ABX1-1 Earns Eclectic Mix of Opponents

People are known by the friends they keep. Public policy is often characterized by its opponents. “If so-and-so opposes this,” a supporter will say, “it must be good.” Assembly Bill AX1-1, the California health care reform compromise worked out by Governor Arnold Schwarzenegger and Assembly Speaker Fabian Nunez, must be one eclectic bit of legislation. It’s opponents are folks you might expect to be loath to remain in the same room together, let alone sit on the same side of a table.

The California Nurses Association opposes ABX1-1 because it permits insurance companies to remain in existence. They prefer a government-run, single-payer system. Blue Cross of California, the state’s largest health plan, opposes ABX1-1 for, among other reasons, it gives government too large a role in the health insurance market.

The California Chamber of Commerce, the National Federation of Independent Business, and the California Manufacturers and Technology Association are among a dozen business groups opposing ABX1-1 because they consider it bad for, well, business. And the United Food and Commercial Workers opposes it because they think it harms workers.

Whether this makes them an eclectic crew or just a motley one says more about you than them, I suppose.

Of course, for every opponent, there’s an opposite and equal proponent. The California Hospital Association, a health plan or two, a business coalition led by Safeway CEO Steve Burd and the Service Employees International Union have already lined up behind ABX1-1 or are likely to soon.

Whether ABX1-1 will ever take effect is uncertain. Passed by the Assembly, it awaits consideration by the State Senate. If it gains legislative approval, it’s implementation is contingent upon passage of a funding initiative supporters are seeking to qualify for the November 2008 ballot.

In the meantime, rumor has it some of these opponents of the health care reform package are already talking about forming an alliance to defeat the funding measure. As one rumor monger, who asked for anonymity noted, “The California Nurses Association and the tobacco industry teaming up. You have to wonder what they’re smoking.”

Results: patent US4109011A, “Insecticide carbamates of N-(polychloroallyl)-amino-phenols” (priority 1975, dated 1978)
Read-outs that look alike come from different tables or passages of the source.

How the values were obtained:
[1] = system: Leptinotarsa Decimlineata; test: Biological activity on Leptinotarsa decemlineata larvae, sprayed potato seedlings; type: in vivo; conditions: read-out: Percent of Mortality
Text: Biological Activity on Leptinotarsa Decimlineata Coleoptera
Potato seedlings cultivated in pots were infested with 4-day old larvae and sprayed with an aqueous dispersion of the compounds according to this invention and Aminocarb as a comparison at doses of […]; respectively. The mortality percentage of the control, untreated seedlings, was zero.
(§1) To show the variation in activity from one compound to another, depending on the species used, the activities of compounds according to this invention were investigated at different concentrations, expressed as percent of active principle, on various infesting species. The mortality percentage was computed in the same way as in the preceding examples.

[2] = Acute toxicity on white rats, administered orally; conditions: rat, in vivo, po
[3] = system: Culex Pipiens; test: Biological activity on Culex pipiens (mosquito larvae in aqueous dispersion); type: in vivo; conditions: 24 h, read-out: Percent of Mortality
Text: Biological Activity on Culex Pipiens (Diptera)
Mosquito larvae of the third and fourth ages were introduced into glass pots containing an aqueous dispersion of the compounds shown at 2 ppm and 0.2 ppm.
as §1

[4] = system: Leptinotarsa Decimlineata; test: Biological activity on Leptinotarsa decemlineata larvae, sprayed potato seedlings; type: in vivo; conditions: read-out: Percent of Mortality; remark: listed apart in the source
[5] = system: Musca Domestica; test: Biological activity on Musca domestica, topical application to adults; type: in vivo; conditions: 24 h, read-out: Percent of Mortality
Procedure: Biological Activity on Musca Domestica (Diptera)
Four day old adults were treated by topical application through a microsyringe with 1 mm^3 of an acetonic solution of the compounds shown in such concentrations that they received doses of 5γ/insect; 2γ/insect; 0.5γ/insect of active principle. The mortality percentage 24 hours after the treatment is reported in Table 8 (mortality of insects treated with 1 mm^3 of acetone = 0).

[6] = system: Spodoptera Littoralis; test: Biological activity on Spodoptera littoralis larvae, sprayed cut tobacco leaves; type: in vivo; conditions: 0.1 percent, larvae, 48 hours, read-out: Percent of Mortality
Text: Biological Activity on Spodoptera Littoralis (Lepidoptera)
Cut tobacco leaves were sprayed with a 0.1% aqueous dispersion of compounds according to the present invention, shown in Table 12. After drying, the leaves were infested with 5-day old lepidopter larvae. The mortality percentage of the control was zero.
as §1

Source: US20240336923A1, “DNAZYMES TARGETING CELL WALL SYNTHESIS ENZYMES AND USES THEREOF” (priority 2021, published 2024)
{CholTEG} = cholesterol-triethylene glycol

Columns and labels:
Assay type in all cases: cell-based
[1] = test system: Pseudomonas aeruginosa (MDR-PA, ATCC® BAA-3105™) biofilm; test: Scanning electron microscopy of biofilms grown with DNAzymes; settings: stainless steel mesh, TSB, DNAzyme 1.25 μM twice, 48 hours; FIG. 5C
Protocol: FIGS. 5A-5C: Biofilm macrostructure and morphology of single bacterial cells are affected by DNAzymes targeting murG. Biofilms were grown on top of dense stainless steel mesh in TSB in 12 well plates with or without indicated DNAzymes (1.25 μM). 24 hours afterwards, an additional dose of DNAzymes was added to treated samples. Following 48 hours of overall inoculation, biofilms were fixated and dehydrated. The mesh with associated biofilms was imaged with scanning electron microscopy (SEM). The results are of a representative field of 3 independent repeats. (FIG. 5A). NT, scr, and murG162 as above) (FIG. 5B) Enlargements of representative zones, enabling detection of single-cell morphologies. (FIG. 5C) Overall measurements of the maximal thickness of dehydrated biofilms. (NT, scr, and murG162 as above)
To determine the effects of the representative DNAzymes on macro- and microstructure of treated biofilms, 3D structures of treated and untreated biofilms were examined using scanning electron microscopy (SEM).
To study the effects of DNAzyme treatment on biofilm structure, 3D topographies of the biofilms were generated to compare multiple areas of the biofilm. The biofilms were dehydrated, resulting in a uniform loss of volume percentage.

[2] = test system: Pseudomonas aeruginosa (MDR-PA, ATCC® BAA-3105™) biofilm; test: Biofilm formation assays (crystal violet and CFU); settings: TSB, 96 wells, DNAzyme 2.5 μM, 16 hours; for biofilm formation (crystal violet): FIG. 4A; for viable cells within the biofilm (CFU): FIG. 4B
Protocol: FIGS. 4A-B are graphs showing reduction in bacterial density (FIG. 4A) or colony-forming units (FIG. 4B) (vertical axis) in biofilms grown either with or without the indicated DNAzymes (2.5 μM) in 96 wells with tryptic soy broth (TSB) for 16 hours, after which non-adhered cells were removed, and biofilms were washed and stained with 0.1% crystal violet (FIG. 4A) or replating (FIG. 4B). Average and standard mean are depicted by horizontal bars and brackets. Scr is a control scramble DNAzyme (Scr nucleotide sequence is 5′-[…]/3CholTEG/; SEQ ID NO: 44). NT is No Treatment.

You also have to wonder about what will happen to the space-time continuum if nurses start asking Californians to vote “No” on the health care reform initiative in commercials paid for by tobacco companies. Where’s Rod Serling when you need him?

Blue Cross of California

First, full disclosure: I was a Senior Vice President at Blue Cross of California, or its parent company WellPoint from September 1997 through November 2005. While my precise responsibilities varied during those eight years, they centered around helping the company grow its Individual and Small Group business. Before joining and since leaving WellPoint, I’ve continued to work with Blue Cross while also having the pleasure of working with its competitors. I greatly respect those carriers, for many of the reasons I respect Blue Cross.

But it’s Blue Cross that has been in the news so much since I started this blog. Yet I’ve purposefully avoided posting on its situation and probably won’t post on it again. It’s too much of a no-win situation for me. If I’m too supportive, then I’m just being defensive. If I’m too harsh, I’m misusing my former insider status.